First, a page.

CARACAS (Reuters) - Venezuelan President Hugo Chavez is suffering further complications linked to a respiratory infection that hit him after his fourth cancer operation in Cuba, his vice president said in a somber broadcast on Sunday.
Vice President Nicolas Maduro flew to Cuba to visit Chavez in the hospital as supporters' fears grow for the ailing 58-year-old socialist leader, who has not been seen in public nor heard from in three weeks.
Chavez had already suffered unexpected bleeding caused by the six-hour operation on December 11 for an undisclosed form of cancer in his pelvic area, and officials say doctors then had to fight a respiratory infection.
"Just a few minutes ago we were with President Chavez. He greeted us and he himself talked about these complications," Maduro said in the broadcast, adding that the third set of complications arose because of the respiratory infection.
"Thanks to his physical and spiritual strength, Comandante Chavez is confronting this difficult situation."
Maduro, flanked by his wife Attorney-General Cilia Flores, Chavez's daughter Rosa Virginia and her husband, Science Minister Jorge Arreaza, said he would remain in Havana while Chavez's condition evolved.
Chavez's resignation for health reasons, or his death, would upend politics in the OPEC nation where his personalized brand of oil-financed socialism has made him a hero to the poor but a pariah to critics who call him a dictator.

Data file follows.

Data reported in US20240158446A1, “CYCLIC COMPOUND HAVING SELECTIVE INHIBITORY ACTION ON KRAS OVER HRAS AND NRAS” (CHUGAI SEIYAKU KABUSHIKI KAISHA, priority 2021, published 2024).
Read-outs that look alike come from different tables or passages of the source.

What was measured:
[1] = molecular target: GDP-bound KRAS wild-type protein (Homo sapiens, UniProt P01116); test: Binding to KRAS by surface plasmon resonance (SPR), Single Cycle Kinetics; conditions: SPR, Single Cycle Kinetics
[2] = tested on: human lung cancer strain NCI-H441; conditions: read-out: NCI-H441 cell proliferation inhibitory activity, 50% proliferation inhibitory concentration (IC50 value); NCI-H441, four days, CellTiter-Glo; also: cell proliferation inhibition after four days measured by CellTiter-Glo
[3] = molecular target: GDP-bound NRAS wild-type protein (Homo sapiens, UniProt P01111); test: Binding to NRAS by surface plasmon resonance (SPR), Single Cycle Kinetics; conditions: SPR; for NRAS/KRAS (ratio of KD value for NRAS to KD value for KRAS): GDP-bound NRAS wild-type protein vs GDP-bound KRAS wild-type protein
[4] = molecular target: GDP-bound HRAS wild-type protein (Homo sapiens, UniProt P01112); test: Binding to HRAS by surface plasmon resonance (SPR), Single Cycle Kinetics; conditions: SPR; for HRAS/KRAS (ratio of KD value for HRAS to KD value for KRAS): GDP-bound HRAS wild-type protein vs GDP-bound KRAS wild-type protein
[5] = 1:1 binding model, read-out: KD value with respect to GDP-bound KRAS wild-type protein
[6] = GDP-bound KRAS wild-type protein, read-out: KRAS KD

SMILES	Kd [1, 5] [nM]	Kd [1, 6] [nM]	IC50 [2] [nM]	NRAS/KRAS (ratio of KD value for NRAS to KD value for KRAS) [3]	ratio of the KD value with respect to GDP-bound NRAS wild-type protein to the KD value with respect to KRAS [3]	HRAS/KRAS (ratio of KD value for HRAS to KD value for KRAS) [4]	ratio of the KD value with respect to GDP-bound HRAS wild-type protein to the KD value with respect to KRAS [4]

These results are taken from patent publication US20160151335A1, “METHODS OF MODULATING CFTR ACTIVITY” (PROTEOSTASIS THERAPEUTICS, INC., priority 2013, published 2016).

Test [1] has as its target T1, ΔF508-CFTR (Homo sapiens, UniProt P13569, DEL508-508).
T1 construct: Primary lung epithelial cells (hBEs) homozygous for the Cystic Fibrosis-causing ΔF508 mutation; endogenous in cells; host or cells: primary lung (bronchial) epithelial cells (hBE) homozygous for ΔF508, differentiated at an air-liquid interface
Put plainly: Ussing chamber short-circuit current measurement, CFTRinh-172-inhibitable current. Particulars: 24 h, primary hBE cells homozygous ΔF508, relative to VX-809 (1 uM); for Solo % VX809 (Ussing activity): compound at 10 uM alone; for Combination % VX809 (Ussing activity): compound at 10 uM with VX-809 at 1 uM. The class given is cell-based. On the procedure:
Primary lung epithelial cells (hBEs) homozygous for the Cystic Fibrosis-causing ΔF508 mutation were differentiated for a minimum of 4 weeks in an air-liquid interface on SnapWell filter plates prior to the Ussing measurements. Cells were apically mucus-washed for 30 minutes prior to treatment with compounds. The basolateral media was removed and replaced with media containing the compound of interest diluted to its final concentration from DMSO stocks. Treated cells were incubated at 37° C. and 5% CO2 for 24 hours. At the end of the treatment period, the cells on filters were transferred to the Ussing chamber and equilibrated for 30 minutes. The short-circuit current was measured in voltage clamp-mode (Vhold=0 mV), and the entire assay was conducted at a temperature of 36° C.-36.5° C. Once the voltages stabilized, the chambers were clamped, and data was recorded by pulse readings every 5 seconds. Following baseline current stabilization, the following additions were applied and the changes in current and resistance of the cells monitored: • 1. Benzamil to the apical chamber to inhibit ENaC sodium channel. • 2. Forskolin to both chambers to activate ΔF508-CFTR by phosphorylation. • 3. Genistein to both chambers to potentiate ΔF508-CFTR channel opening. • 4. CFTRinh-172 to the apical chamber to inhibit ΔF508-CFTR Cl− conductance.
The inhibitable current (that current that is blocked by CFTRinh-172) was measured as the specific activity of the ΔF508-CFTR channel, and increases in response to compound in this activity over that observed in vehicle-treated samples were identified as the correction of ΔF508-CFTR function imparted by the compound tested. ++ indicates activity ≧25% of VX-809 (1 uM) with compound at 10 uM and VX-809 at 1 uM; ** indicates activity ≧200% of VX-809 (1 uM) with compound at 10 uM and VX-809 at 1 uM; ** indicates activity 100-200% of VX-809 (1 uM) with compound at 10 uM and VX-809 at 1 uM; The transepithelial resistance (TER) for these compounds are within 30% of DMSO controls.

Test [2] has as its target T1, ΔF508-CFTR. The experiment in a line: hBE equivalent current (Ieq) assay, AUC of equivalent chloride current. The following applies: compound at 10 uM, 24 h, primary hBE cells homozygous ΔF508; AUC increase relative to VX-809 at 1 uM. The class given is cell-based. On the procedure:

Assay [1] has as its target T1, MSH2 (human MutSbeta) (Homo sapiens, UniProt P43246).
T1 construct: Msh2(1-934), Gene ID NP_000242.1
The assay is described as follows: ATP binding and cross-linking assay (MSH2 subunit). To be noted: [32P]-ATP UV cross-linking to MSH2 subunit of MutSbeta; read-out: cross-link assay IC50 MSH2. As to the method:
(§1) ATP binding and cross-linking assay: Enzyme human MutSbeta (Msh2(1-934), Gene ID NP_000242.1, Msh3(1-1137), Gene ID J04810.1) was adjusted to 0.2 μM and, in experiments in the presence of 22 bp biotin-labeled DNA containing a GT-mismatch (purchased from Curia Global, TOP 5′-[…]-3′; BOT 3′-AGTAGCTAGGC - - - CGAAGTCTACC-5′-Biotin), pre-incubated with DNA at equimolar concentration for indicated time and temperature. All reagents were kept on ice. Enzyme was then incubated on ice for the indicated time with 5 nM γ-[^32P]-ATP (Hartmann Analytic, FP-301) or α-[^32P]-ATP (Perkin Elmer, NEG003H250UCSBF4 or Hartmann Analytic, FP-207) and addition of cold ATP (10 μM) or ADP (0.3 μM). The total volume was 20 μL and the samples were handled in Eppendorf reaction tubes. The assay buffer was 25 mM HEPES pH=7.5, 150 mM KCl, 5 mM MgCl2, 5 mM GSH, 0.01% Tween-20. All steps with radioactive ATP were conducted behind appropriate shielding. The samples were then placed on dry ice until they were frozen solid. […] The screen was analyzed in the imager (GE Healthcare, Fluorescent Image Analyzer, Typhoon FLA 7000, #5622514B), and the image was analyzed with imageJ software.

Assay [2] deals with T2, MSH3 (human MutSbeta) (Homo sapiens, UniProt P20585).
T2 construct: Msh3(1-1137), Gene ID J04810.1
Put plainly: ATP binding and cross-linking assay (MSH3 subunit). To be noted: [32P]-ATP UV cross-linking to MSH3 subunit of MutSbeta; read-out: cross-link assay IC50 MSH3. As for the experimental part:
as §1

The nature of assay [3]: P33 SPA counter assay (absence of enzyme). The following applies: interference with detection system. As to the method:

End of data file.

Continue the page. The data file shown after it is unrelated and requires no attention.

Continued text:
The president's allies have been openly discussing the possibility that he may not be able to return to swear in for his third six-year term on the constitutionally mandated date of January 10.
Opposition leaders say a postponement would be another signal Chavez is not in a fit state to govern and that new elections should be called to choose his replacement.
They believe they have a better shot against Maduro, who was named earlier this month by Chavez as his heir apparent, than against the charismatic president who for 14 years has been nearly invincible at the ballot box.
Any constitutional dispute over succession could lead to a messy transition toward a post-Chavez era in the country with the biggest oil reserves in the world.
Maduro has become the face of the government in Chavez's absence, imitating the president's bombastic style and sharp criticism of the United States and its "imperialist" policies.
(Additional reporting by Deisy Buitrago and Mario Naranjo; Ediitng by Kieran Murray and Todd Eastham)
(c) Copyright Thomson Reuters 2012. Check for restrictions at: http://about.reuters.com/fulllegal.asp